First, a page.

Home of ChanRobles Virtual Law Library

 

Home of Chan Robles Virtual Law Library

www.chanrobles.com

PHILIPPINE SUPREME COURT DECISIONS

EN BANC

[G.R. No. L-16552. March 30, 1962. ]

COLLECTOR OF INTERNAL REVENUE, Petitioner, v. ALBERTO M. K. JAMIR, Respondent.

Solicitor General for Petitioner.

Alberto M. K. Jamir for and in his own behalf as Respondent.


SYLLABUS


1. TAXATION; INCOME TAXES; HOW "EXPENDITURES METHOD" SHOULD BE APPLIED. — The "expenditures method" of determining income should be applied by deducting the aggregate yearly expenditures from the declared yearly income, not the expenditures incurred each month from the declared income therefor.


D E C I S I O N


CONCEPCION, J.:


This is an appeal by the Government from a decision of the Court of Tax Appeals.

In his income tax return for the year 1954, Alberto M. K. Jamir declared a gross income of P75,858.65 and claimed deductions aggregating P58,134.50, thereby showing a net income of P17,774.15, upon which he paid P1,634 as income tax. Upon examination of his aforementioned return, as well as of his books of accounts and other records, the Collector of Internal Revenue, however, assessed, as deficiency income tax due from him, the sum of P16,395 computed as follows:jgc:chanrobles.com.ph

"Net income as per return P17,724.15

Add: Disallowances —

1. Purchases overstated P1,118.95

2. Unrecorded income 31,274.91

3. Bank charges 45.67

4. Car depreciation 400.00

5. Salary of driver 720.00

6. Transportation 576.20

————

Total adjustments P34,135.73

————

Net income as adjusted P51,859.88

Less personal and additional exemptions 6,000.00

—————

Net taxable income P45,859.88

Income tax due on P45,859.88 12,564.00

Less amount previously assessed and paid 1,634.00

————

Deficiency tax P10,930.00

50% surcharge 5,465.00

—————

Total deficiency tax and surcharge P16,395.00"

A reconsideration of this assessment having been denied, Jamir appealed to the Court of Tax Appeals, which after due notice and hearing, rendered a decision reducing the amount due as deficiency income tax for the year 1954 to P552.00, computed as follows:jgc:chanrobles.com.ph

"Net income per return P17,724.15

Add: Disallowances —

1. Overstated purchases P1,118.95

2. Bank charges P45.67

3. Car depreciation (1/4) 200.00

4. Salary of driver (1/4) 360.00

5. Transportation expenses 576.20 P2,300.82

———— ————

Net income as adjusted P20,024.97

Less personal and additional exemptions 6,000.00

—————

Net taxable income P14,024.97

=========

Income tax due on P14,024.97 P2,186.00

Less amount previously assessed and paid 1,634.00

—————

Deficiency income tax P552.00"

The main issue is whether Jamir had had an undeclared income for the year 1954 aggregating P31,274.91, consisting, according to appellant, of the sums of P1,281.24 and P29,993.67, representing the amounts by which his expenses for February and May, 1954, respectively, had exceeded his income therefor. It appears that, by using the so-called "expenditures method", the Government considered as an undeclared income so much of Jamir’s expenditures for said months as was in excess of his reported income for the same months. Although the Court of Tax Appeals, in effect, sanctioned the adoption of the "expenditures method", it held — and, we think, correctly — that, the same should be applied by deducting the aggregate yearly expenditures from the declared yearly income, not the expenditures incurred each month from the declared income therefor. In the case at bar, Jamir’s total income for the year 1954 (P75,858.65) exceeded (P17,774.15) the total deductions (P58,134.50) claimed by him. Indeed, Jamir explained and introduced evidence to the effect that said sums of P1,281.24 and P29,993.67 represented advances made to him by customers in the months of February and May, 1954, and that the income derived from the corresponding transactions were entered in his books of account in subsequent months, and this explanation was found by the Court of Tax Appeals to have been proven satisfactorily. The records before us do not warrant a different conclusion.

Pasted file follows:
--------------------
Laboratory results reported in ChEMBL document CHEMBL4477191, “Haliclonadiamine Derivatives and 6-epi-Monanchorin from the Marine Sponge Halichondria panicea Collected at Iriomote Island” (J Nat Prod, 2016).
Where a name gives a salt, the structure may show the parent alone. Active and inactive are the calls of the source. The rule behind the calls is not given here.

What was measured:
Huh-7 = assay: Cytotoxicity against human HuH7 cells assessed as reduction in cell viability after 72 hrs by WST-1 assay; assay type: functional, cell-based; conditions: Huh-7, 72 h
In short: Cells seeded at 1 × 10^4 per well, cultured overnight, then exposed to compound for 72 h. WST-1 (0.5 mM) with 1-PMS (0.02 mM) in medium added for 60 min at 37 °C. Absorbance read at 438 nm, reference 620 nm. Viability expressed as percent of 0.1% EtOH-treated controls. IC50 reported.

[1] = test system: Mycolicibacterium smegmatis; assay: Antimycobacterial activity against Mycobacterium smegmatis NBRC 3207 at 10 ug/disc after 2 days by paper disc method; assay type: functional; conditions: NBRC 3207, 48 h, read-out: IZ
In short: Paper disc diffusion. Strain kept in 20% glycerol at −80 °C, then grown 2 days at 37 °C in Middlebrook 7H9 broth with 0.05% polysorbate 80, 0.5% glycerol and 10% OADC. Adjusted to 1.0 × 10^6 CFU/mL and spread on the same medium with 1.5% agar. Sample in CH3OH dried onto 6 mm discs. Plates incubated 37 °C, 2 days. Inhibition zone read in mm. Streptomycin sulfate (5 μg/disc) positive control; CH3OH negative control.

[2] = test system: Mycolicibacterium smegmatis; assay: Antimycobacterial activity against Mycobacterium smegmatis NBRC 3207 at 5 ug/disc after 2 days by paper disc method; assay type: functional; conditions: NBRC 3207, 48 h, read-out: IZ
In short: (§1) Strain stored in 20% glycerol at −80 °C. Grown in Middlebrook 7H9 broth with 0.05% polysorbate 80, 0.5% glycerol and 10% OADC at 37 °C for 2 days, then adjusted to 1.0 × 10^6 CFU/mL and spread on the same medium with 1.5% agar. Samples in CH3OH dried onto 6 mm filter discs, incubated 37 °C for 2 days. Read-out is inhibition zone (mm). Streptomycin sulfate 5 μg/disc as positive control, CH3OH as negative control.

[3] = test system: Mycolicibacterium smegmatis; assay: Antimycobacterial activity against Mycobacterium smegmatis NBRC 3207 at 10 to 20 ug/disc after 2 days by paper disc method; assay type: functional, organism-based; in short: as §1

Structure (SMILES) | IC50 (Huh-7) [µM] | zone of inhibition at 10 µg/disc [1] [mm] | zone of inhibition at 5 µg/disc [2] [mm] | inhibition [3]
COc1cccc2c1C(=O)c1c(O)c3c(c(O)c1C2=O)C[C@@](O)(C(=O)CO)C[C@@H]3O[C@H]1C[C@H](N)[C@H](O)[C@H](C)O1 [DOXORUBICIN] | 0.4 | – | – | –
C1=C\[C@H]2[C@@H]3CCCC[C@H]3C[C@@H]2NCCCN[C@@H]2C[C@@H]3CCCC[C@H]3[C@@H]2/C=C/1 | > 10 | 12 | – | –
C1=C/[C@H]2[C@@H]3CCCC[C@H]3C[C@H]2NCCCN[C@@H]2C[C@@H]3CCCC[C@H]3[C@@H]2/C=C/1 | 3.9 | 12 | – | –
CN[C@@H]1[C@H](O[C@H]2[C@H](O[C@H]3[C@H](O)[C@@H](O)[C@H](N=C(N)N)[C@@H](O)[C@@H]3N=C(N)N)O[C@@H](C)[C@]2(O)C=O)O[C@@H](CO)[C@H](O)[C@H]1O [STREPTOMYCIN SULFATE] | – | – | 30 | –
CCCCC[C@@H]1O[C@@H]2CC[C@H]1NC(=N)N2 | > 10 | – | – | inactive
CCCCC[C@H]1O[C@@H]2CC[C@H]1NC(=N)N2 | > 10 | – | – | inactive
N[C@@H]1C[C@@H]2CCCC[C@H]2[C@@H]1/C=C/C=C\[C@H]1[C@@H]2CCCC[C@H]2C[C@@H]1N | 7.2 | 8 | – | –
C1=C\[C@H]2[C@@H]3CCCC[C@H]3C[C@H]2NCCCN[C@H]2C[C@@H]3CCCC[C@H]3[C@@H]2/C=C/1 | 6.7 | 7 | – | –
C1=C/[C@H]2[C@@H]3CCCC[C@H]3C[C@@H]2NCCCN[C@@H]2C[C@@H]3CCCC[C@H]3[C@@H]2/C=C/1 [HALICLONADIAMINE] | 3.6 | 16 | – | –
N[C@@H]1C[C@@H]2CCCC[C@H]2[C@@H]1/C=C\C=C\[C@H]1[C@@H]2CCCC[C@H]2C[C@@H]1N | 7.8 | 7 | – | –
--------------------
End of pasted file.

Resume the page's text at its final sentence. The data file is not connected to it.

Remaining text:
The next question raised by appellant refers to Jamir’s claim for car depreciation and salary of his driver in the sums of P800.00 and P1,440.00, respectively. Although petitioner had disallowed one-half (1/2) of these claims, it appearing that the car was used by Jamir for personal and business purposes, the lower court allowed, as deductions, three-fourths (3/4) of said amounts, the car having been used by Jamir "more for business than for personal purposes." Petitioner assails this as an error, but, considering the attending circumstances, we do not feel justified in disturbing the action taken by said Court.

It is next urged that the same should have upheld instead of eliminating, the 50% surcharge imposed in the contested assessment, for alleged fraud on the part of Jamir. It appearing, however, that Jamir had not had the undeclared income of P31,274.91, upon which the contested assessment is mainly based, it follows necessarily that he was not guilty of the fraud imputed to him and that the 50% surcharge has been properly eliminated.

WHEREFORE, the decision appealed from is hereby affirmed, without costs. It is so ordered.

Bengzon, C.J., Padilla, Bautista Angelo, Labrador, Barrera, Paredes, Dizon and De Leon, JJ., concur.

HomeJurisprudenceSupreme Court DecisionsTop of Page